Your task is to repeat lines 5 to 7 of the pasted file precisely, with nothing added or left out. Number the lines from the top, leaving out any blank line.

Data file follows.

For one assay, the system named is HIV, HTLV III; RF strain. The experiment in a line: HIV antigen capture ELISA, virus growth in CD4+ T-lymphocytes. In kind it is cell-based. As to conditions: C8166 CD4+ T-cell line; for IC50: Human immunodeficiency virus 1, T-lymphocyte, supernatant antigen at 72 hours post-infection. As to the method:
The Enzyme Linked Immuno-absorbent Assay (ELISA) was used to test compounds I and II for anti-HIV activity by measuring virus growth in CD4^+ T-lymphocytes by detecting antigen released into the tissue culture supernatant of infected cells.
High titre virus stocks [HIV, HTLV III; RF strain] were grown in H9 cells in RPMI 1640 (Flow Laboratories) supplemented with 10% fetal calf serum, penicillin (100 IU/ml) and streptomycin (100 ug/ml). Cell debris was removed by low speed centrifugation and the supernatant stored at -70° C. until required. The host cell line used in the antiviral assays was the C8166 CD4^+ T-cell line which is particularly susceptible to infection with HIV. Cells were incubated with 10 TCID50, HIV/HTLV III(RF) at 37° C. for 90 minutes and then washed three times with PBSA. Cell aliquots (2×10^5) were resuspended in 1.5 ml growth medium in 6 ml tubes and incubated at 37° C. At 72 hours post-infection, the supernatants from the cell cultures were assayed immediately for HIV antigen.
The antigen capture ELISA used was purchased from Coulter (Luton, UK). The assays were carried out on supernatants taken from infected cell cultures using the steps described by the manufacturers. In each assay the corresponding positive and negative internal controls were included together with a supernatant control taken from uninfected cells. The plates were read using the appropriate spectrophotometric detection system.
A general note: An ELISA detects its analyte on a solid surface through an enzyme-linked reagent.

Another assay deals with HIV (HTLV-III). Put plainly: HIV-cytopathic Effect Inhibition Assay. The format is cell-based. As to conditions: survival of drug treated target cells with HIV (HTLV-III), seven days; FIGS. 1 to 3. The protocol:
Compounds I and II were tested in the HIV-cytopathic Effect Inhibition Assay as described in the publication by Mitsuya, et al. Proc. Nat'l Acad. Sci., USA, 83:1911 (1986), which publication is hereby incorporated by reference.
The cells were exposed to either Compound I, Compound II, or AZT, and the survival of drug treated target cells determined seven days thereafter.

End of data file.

A general note: An ELISA detects its analyte on a solid surface through an enzyme-linked reagent.

Another assay deals with HIV (HTLV-III). Put plainly: HIV-cytopathic Effect Inhibition Assay. The format is cell-based. As to conditions: survival of drug treated target cells with HIV (HTLV-III), seven days; FIGS. 1 to 3. The protocol:
Compounds I and II were tested in the HIV-cytopathic Effect Inhibition Assay as described in the publication by Mitsuya, et al. Proc. Nat'l Acad. Sci., USA, 83:1911 (1986), which publication is hereby incorporated by reference.